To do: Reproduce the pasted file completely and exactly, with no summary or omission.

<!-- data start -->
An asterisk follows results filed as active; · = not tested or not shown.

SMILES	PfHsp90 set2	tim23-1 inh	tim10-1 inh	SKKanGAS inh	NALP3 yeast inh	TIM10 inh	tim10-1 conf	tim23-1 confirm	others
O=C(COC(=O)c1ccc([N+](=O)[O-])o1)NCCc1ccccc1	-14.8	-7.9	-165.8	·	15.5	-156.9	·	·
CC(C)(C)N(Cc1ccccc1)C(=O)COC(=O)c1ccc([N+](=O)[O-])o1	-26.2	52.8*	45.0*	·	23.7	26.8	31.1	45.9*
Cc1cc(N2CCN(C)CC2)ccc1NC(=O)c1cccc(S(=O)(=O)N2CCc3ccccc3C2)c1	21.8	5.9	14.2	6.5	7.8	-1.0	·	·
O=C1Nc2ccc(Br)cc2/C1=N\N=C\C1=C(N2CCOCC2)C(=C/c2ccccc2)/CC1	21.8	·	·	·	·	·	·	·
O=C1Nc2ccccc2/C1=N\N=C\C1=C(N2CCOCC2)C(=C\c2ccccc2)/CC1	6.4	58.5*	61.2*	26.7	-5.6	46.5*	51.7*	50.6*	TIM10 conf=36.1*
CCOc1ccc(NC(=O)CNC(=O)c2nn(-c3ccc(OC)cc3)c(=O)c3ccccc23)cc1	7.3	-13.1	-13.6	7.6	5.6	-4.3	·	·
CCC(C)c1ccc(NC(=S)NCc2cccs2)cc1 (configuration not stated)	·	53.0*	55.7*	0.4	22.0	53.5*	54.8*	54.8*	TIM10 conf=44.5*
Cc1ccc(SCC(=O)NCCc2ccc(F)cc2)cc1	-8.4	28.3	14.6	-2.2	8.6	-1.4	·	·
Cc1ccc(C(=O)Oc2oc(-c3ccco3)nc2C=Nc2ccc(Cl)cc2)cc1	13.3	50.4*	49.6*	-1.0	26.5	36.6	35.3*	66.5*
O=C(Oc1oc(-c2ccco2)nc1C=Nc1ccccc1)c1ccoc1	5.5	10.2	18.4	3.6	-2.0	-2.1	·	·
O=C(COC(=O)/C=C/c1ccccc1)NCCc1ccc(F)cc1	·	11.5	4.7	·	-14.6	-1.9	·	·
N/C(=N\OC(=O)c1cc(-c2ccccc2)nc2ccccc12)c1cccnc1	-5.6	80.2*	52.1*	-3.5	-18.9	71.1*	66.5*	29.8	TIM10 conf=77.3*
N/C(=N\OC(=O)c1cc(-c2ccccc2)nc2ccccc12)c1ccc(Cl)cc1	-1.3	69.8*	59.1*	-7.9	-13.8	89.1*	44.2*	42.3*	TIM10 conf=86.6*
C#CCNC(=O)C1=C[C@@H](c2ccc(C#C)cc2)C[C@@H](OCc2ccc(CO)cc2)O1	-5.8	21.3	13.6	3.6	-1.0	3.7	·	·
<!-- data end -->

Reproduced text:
An asterisk follows results filed as active; · = not tested or not shown.

SMILES	PfHsp90 set2	tim23-1 inh	tim10-1 inh	SKKanGAS inh	NALP3 yeast inh	TIM10 inh	tim10-1 conf	tim23-1 confirm	others
O=C(COC(=O)c1ccc([N+](=O)[O-])o1)NCCc1ccccc1	-14.8	-7.9	-165.8	·	15.5	-156.9	·	·
CC(C)(C)N(Cc1ccccc1)C(=O)COC(=O)c1ccc([N+](=O)[O-])o1	-26.2	52.8*	45.0*	·	23.7	26.8	31.1	45.9*
Cc1cc(N2CCN(C)CC2)ccc1NC(=O)c1cccc(S(=O)(=O)N2CCc3ccccc3C2)c1	21.8	5.9	14.2	6.5	7.8	-1.0	·	·
O=C1Nc2ccc(Br)cc2/C1=N\N=C\C1=C(N2CCOCC2)C(=C/c2ccccc2)/CC1	21.8	·	·	·	·	·	·	·
O=C1Nc2ccccc2/C1=N\N=C\C1=C(N2CCOCC2)C(=C\c2ccccc2)/CC1	6.4	58.5*	61.2*	26.7	-5.6	46.5*	51.7*	50.6*	TIM10 conf=36.1*
CCOc1ccc(NC(=O)CNC(=O)c2nn(-c3ccc(OC)cc3)c(=O)c3ccccc23)cc1	7.3	-13.1	-13.6	7.6	5.6	-4.3	·	·
CCC(C)c1ccc(NC(=S)NCc2cccs2)cc1 (configuration not stated)	·	53.0*	55.7*	0.4	22.0	53.5*	54.8*	54.8*	TIM10 conf=44.5*
Cc1ccc(SCC(=O)NCCc2ccc(F)cc2)cc1	-8.4	28.3	14.6	-2.2	8.6	-1.4	·	·
Cc1ccc(C(=O)Oc2oc(-c3ccco3)nc2C=Nc2ccc(Cl)cc2)cc1	13.3	50.4*	49.6*	-1.0	26.5	36.6	35.3*	66.5*
O=C(Oc1oc(-c2ccco2)nc1C=Nc1ccccc1)c1ccoc1	5.5	10.2	18.4	3.6	-2.0	-2.1	·	·
O=C(COC(=O)/C=C/c1ccccc1)NCCc1ccc(F)cc1	·	11.5	4.7	·	-14.6	-1.9	·	·
N/C(=N\OC(=O)c1cc(-c2ccccc2)nc2ccccc12)c1cccnc1	-5.6	80.2*	52.1*	-3.5	-18.9	71.1*	66.5*	29.8	TIM10 conf=77.3*
N/C(=N\OC(=O)c1cc(-c2ccccc2)nc2ccccc12)c1ccc(Cl)cc1	-1.3	69.8*	59.1*	-7.9	-13.8	89.1*	44.2*	42.3*	TIM10 conf=86.6*
C#CCNC(=O)C1=C[C@@H](c2ccc(C#C)cc2)C[C@@H](OCc2ccc(CO)cc2)O1	-5.8	21.3	13.6	3.6	-1.0	3.7	·	·